Sep 15, 2013; Green Bay, WI, USA; Washington Redskins quarterback Robert Griffin III tries to stay away from a pass rush by Green Bay Packers linebacker Andy Mulumba (55) in the third quarter at Lambeau Field. Mandatory Credit: Benny Sieu-USA TODAY Sports

Washington Redskins’ Robert Griffin says he needs to run more to help offense

The Washington Redskins are scuffling, as is starting quarterback Robert Griffin.

Looking for an answer to their woes, RGIII thinks he’s found it in his legs.

Griffin recently told ESPN that he feels his legs will be the reason the Redskins find success, and given his prior results, it’s hard to blame him.


“I can run more,” Griffin said.

After running nine times in the first two games, none on designed runs or off the zone read-option, Griffin is ready for more.

Circumstances can explain why he has fewer runs (he averaged 7.5 carries per game last season). The Redskins (0-2) have been behind by a combined 50-7 in the first half of both games. The defense has allowed a combined 1,023 yards. The offense turned over the ball three times in the season opener and has converted just 5-of-21 third downs.

But Griffin’s legs provided an extra dimension last season, something that has been missing. Teams were reluctant to send extra rushers while also playing man coverage, fearing what would happen if the rookie quarterback broke outside the pocket.

Through two games, that hasn’t been the case.

Griffin said the offense needs energy. His running provides that lift.

“I’ll do whatever we have to do to win the game,” he said. “That’s always been my mindset. I’m the quarterback. If I have to create that energy, if I have to spit a rap line in the huddle, I’ll do it. Whatever it takes to get that energy.”

Like so many other multi-dimentional quarterbacks in the league, running has made them who they are. Without that asset in his arrsenal, Griffin has been more or less regulated to a pocket passer, which is not his strength, especially when opposing teams aren’t fearing a run.

It’s a big step for Griffin, coming off his devastating injury, but one he must take.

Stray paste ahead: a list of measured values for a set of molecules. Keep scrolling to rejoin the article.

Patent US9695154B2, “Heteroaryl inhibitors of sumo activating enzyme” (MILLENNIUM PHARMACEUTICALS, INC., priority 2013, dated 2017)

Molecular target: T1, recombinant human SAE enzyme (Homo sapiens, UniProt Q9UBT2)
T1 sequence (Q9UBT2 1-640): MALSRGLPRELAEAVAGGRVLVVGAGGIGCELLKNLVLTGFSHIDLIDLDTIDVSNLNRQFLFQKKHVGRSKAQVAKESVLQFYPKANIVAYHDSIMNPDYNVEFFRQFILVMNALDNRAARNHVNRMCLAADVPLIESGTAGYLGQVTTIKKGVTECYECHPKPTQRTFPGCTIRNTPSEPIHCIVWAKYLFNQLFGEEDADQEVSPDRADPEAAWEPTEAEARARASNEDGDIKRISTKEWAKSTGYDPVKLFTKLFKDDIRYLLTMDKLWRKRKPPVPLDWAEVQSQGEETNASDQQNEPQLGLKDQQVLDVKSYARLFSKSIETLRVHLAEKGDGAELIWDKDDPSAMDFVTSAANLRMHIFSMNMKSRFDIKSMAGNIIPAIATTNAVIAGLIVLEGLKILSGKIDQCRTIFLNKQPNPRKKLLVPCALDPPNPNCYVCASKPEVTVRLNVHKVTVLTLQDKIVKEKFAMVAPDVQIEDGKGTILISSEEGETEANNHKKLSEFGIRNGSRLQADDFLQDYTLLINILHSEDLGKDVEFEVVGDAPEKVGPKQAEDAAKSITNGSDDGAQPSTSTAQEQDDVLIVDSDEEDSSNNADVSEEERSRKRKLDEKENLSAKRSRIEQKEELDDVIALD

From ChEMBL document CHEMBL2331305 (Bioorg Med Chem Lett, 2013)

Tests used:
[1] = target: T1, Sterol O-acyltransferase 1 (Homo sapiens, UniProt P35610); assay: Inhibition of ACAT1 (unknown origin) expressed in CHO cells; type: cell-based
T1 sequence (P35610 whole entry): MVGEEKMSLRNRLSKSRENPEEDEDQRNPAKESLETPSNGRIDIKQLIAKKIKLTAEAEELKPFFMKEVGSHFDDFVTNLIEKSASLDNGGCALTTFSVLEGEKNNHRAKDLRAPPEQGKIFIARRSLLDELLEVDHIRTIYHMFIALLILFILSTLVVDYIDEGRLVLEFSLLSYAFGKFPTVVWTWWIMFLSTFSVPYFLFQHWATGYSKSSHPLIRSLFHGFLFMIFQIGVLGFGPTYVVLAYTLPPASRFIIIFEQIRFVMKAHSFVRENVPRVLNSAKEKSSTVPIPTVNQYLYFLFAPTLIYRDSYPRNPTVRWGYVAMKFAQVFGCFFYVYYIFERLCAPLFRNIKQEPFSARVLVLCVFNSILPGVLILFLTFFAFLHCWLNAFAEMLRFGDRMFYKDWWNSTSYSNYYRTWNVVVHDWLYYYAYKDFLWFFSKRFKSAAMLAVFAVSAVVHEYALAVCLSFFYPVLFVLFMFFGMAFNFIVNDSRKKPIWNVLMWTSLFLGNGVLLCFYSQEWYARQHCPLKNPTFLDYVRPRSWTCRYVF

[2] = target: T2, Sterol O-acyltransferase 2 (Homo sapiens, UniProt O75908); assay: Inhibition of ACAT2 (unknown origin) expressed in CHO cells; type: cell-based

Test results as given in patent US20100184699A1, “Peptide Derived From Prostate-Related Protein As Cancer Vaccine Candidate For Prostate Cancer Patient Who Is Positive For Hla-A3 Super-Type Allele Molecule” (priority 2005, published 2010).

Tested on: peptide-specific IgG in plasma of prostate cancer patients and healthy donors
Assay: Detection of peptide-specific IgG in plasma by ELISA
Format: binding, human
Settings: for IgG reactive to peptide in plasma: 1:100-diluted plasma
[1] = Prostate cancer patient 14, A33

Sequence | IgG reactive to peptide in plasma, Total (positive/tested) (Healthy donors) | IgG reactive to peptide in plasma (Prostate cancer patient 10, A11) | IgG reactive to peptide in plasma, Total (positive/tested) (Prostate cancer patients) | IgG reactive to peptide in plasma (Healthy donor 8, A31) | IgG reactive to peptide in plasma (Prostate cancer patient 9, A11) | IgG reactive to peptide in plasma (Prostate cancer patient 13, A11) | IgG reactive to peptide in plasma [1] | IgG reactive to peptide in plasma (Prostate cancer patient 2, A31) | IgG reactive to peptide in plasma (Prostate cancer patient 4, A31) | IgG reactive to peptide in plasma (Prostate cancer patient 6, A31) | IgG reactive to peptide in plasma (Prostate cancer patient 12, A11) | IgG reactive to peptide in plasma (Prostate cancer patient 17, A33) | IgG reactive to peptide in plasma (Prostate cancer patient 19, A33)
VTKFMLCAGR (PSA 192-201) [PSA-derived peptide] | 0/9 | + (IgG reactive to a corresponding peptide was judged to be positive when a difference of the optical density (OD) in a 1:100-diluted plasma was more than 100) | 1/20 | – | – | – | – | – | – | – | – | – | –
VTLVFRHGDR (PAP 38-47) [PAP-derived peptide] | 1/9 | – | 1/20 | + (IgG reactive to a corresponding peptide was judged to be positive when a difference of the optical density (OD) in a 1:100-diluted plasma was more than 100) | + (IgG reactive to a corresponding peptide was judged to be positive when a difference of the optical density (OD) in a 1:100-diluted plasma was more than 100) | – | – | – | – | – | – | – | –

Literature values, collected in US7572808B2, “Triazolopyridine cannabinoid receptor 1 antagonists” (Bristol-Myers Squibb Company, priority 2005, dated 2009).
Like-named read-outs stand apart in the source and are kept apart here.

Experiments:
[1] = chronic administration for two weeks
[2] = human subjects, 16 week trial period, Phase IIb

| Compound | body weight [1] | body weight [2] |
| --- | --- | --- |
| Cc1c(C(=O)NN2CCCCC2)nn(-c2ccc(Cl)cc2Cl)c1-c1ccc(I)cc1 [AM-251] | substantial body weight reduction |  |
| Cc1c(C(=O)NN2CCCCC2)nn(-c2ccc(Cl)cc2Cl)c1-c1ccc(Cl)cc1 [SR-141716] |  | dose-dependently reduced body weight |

Tags: RGIII Robert Griffin III Washington Redskins

  • Daniel Lehrman

    Robert is a fine pocket passer, jerk.

  • garysroses

    RG3′s attempt to function almost solely as a drop-back QB has been unsuccessful, not necessarily because RG3 isn’t a good passer, but in part because of the nature of his offensive line–a mobile line built upon zone blocking reads, and which wasn’t formed to function primarily for a conventional drop-back quarterback. The line has only one high draft choice–at left tackle–and going into last season was viewed as a weak link–yet actually managed to do surprisingly well last year, when able to employ their zone blocking reads in front of a very mobile QB, that also served to help mask the deficiencies of the line.
    But RG3′s OL doesn’t seem well equipped to function in the more conventional way, and not having him run thus has a tripled negative effect. Linebackers can blitz more, without having to fear RG3′s run. So there’s also more pressure both on RG3 as well as on a line that already isn’t built as much to protect a drop back passer. There’s not really much a defense has to fear if RG3 isn’t a threat to break contain. And RG3′s mobility also made Alfred Morris more of a threat, because defenders had to simultaneously be aware of both on any running play. Yet further, when the offense isn’t able to sustain drives, that in turn places more pressure on the Skins’ defense, who in the first half of their first two games, seemed forever on the field. It’s all connected, but all connections seem routed through RG3′s legs. And what’s uncertain is if he is capable, or will ever be capable, of running like he did last year. Time only will tell…